Or “what they didn’t tell you at Carey”

Being fresh off the block, I’m looking back at my Carey training and realising that there were a few gaps….

Never once was I given an assignment titled “Compare and contrast different ecclesiastical models, with specific reference to pandemics and physical distancing.”

Or told to “Discuss different video-conferencing apps available and their relative advantages and disadvantages both in terms of the ease in which you are able to, in a step-wise manner, explain to a technically challenged church member how to download and install your chosen software, and at the same time, ensure that your children are not trying to camp-cook in the living room.”

Given these obvious deficiencies in the Carey curriculum, and the speed of change occurring, this pastor decided he had only one course of action.  Slow down.  Slow right down.  Stop, look both ways and then start moving.  Because, you know, pandemic pastoring is way above my pay scale. 

So, given no alternative, I decided to actually ring my people (oh, the awesomeness of a smaller congregation) and talk to them (or even better, just listen), starting with those that were more vulnerable, or on the periphery of our church.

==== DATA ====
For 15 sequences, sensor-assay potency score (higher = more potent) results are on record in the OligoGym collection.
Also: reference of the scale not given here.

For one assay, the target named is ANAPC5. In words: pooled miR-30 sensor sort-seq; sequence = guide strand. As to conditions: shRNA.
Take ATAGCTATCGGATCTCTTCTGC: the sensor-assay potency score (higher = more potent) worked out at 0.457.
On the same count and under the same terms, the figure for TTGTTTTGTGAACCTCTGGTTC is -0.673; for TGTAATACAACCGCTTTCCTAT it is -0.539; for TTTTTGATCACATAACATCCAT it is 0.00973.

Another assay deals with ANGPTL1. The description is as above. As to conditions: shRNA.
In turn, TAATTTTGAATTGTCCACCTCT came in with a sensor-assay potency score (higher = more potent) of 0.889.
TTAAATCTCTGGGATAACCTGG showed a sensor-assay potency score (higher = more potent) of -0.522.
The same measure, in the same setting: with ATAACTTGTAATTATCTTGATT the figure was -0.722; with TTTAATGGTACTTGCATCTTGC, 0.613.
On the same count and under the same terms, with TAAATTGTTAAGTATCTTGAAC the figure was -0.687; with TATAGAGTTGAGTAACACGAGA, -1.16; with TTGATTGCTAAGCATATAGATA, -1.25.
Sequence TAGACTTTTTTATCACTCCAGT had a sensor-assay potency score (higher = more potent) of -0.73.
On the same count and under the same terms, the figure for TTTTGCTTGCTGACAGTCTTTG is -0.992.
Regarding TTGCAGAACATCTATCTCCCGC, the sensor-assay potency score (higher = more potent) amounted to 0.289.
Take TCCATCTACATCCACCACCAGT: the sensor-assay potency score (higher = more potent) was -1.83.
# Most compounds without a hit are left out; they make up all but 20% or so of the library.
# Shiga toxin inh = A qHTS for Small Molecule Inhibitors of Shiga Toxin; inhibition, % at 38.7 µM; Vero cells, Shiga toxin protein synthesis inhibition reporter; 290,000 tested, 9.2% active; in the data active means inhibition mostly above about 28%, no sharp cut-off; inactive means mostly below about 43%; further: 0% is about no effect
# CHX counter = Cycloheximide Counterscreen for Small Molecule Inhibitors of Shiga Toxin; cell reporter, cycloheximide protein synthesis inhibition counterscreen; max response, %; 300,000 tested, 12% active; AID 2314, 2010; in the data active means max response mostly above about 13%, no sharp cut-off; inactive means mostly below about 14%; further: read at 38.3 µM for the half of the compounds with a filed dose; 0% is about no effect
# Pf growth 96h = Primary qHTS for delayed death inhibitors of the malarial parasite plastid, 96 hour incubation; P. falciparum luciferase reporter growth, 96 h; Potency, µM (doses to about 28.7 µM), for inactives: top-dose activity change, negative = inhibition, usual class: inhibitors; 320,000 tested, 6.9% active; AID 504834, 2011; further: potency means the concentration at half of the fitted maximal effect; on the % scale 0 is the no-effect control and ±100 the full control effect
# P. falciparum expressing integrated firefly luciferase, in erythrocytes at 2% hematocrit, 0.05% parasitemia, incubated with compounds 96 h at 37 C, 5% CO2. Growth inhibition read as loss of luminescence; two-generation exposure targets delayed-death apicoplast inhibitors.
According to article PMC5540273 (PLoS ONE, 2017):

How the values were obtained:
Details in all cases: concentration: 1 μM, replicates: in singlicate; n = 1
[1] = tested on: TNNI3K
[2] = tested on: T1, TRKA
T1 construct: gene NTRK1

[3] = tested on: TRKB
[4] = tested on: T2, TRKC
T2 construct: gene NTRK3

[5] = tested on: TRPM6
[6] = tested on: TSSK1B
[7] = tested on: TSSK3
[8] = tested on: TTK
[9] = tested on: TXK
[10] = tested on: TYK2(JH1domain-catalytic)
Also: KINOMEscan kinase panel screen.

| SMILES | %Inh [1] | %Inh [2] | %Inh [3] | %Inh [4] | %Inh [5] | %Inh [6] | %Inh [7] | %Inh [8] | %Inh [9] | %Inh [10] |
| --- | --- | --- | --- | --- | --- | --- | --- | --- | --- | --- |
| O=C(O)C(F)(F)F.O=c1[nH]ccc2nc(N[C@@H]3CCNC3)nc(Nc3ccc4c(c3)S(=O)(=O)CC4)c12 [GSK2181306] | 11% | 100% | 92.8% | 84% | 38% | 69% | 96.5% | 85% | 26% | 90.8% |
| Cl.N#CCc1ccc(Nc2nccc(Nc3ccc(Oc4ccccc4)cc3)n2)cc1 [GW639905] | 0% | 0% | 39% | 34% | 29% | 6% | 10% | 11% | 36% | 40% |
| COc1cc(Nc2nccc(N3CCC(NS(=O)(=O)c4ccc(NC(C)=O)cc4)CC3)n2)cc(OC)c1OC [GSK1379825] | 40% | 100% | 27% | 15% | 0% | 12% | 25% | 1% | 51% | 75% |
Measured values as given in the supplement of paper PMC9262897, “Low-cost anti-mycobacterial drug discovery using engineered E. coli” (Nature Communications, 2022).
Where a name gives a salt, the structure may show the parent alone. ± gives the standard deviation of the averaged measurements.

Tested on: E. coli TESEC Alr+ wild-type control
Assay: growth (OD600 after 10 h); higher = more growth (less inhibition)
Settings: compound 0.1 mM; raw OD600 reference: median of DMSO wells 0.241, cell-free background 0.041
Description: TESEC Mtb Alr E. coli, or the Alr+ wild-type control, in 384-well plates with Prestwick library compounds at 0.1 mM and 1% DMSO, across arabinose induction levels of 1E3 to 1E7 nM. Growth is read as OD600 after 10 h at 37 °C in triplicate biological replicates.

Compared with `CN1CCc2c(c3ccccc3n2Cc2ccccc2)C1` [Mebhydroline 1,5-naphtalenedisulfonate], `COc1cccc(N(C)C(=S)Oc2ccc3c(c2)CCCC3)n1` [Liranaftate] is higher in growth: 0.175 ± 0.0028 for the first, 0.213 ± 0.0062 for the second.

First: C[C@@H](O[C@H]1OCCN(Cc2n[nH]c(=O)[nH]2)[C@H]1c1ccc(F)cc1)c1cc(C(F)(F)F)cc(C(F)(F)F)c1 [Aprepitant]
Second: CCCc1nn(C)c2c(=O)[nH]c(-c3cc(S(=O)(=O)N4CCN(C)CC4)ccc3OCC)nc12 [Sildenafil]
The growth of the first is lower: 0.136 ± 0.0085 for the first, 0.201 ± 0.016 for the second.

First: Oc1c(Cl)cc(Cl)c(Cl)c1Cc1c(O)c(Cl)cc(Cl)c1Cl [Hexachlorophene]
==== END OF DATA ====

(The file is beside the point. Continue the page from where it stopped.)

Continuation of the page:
From there, it was all about connecting people, and encouraging them to connect; giving people opportunities to gather regularly (Zoom prayer-and-coffee mornings); looking for opportunities to be present with people (what, stop the facebook/phone-call multitasking?); pursuing presence over perfection (ugh, got the name of their cat wrong, again); giving people permission to fall apart, to lament; and always, always reminding people that they are part of a larger church whānau.  That we may be dis-membered spatially, but we are re-membered presently and eternally. 

The delicious irony is that already I’ve heard some people (reality check: not all) say that they feel more connected now, than before….

And the good news in this new pastoring landscape is that as people reach out, as people support, as people care for each other and re-assess their priorities, the Kingdom of God is seen to be alive and kicking; love lived out in the ordinariness (reality check: and challenges) of life in lockdown. 

Written by Lachlan Bull | Pastor, Greymouth Baptist Church and Carey Alumni